One track experiencing a short-term windfall from Jeff Gordon’s farewell tour this season is Indianapolis Motor Speedway, site of this weekend’s Brickyard 400, which airs on NBCSN.
The Indianapolis Business Journal has details on how the 2.5-mile track is getting a boost in ticket sales as the driver who once called Pittsboro, Ind. home prepares to make his final run in the race.
The report says that race marketers are expecting a rise of between 15 to 20 percent in ticket sales for Sunday’s race. This translates to about 20,000 more tickets sold for about $1.5 million in revenue.
Track President Doug Boles told the IBJ that sales compared to 2014 have been up every week since Gordon announced his retirement on Jan. 22 and that as a whole sales are up by a “double-digit percentage.”
This comes as attendance figures began dropping rapidly after the combination of the tire fiasco of the 2008 race and the recession the began the same year.
IMS began capitalizing on Gordon’s retirement when it announced he would drive the pace car for the Indianapolis 500 in May.
“It was an opportunity for us to thank him for all he’s done for us and to remind Indy 500 customers this year’s [Brickyard 400] may be the last year to see Jeff Gordon race at the Indianapolis Motor Speedway,” Boles said. ““We have never called out one driver in one of our ad campaigns for any race like we are this year with Jeff Gordon.”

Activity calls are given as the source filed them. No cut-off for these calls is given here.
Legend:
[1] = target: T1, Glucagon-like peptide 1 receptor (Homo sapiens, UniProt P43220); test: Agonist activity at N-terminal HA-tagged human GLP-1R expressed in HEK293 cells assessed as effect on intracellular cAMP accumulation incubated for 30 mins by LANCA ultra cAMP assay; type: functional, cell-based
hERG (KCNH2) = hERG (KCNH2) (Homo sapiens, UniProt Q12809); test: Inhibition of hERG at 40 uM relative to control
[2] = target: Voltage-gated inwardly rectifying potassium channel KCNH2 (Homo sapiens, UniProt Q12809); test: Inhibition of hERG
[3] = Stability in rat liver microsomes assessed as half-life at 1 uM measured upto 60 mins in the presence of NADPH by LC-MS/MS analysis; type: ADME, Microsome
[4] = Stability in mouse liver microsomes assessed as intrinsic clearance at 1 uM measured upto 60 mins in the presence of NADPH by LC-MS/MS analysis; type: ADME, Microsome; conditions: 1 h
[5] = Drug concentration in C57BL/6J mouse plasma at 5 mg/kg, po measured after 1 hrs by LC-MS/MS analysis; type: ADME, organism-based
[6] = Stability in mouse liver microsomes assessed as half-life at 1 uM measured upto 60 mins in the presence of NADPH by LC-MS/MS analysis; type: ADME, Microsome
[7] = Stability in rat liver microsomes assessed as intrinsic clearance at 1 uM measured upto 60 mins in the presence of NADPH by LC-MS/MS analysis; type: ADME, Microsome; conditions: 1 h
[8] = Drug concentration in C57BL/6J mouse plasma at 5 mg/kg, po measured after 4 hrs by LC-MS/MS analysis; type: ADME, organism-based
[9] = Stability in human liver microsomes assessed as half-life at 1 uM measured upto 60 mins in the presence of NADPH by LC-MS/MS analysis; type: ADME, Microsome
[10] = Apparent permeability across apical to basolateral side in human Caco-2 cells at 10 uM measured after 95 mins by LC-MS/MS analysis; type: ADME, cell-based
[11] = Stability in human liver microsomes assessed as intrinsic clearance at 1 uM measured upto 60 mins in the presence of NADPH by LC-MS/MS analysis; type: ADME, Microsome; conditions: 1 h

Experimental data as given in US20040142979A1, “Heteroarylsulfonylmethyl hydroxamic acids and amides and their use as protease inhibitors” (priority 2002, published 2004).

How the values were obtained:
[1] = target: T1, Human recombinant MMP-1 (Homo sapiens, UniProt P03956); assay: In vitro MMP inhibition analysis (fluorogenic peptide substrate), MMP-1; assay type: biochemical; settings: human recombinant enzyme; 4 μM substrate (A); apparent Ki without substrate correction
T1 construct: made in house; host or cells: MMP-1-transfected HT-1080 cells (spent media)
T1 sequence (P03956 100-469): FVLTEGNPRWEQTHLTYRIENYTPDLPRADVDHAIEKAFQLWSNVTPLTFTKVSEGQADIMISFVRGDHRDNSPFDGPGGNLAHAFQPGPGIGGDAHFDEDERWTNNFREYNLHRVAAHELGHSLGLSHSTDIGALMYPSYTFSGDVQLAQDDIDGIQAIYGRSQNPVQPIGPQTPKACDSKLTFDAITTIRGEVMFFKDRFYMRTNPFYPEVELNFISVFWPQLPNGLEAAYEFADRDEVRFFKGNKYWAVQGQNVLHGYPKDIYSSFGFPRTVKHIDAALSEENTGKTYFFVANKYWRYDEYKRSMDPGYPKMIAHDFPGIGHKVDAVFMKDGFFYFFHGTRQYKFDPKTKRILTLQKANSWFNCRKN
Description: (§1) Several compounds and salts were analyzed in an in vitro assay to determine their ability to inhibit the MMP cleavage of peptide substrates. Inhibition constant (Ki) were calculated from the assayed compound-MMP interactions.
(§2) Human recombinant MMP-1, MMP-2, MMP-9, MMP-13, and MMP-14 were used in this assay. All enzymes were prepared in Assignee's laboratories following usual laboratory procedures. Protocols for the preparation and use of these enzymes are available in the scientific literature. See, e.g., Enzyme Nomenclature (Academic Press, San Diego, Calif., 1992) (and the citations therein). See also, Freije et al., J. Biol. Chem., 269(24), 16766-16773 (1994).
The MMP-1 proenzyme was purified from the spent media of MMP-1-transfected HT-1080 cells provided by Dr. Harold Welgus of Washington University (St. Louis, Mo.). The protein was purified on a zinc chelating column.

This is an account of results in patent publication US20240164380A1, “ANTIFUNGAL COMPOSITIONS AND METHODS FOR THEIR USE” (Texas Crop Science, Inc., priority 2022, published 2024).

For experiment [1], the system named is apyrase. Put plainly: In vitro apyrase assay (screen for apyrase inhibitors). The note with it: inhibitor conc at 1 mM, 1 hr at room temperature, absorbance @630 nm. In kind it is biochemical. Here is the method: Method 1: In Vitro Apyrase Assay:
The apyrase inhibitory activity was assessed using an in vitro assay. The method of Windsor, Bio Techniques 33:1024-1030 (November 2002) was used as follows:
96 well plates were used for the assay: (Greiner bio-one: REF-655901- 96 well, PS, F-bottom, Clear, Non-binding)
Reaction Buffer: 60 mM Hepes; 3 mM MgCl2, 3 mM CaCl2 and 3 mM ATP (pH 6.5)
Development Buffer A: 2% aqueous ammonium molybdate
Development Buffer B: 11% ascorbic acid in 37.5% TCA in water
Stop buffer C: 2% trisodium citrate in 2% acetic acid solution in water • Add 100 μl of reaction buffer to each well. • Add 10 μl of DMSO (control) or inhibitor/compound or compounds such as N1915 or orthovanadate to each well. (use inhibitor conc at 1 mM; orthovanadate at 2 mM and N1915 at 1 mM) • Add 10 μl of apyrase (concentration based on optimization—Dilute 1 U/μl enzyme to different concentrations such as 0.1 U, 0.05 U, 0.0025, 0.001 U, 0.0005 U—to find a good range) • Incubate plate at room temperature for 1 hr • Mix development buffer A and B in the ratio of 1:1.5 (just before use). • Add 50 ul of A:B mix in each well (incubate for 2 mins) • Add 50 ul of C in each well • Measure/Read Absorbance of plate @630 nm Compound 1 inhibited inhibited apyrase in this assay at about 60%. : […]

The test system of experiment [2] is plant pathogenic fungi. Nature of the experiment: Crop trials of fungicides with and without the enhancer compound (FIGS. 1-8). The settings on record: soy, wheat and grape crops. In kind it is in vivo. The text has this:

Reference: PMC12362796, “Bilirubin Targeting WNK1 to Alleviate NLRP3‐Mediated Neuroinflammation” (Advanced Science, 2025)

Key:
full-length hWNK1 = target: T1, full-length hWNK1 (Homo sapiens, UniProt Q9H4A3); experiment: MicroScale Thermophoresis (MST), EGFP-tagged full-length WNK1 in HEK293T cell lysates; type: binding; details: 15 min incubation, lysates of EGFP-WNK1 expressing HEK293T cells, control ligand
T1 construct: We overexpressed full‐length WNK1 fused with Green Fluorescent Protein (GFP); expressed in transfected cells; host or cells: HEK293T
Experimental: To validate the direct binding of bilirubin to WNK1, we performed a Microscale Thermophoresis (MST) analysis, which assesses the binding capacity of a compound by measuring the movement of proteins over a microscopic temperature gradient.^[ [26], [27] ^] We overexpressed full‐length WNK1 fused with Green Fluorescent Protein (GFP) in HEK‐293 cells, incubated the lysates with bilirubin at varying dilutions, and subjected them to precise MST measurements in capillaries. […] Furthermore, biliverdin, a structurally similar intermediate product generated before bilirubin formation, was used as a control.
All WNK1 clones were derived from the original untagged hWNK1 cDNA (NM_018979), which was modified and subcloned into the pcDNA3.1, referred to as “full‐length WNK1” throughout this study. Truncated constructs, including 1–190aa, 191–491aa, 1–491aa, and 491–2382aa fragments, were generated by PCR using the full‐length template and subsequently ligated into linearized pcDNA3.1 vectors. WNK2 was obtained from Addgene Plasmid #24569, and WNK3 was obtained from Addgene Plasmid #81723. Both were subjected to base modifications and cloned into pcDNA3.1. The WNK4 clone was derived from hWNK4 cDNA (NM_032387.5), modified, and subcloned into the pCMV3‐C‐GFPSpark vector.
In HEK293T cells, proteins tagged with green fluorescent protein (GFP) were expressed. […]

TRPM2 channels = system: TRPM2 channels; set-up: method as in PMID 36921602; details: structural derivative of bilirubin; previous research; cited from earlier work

In addition to once calling Indiana home, the Brickyard’s history is completely tied to Gordon, who won the inaugural running of the race in 1994 and added four more wins since, including last year.
“At the height of the race, Jeff Gordon had six merchandise trailers,” said Dave Moroknek, the Speedway’s senior director of marketing and consumer products from 1992-2002. “Other popular drivers, guys like Dale Earnhardt Sr., would maybe have three. A lot of well-known guys like Dale Jarrett would only have one or two.”
Once Gordon is gone from the cockpit and in the Fox announcing booth, former IMS chief of staff Ken Ungar said IMS and other tracks will have work to do to fill the void Gordon’s departure will leave with fans.
“During this year’s Brickyard 400, the Speedway staff needs to talk about the legacy of Jeff Gordon and what it means to the future of NASCAR,” Ungar told the IBJ. “They need to talk about other NASCAR drivers in the context of Jeff Gordon and to emphasize they stand on the same stage Gordon has stood on.”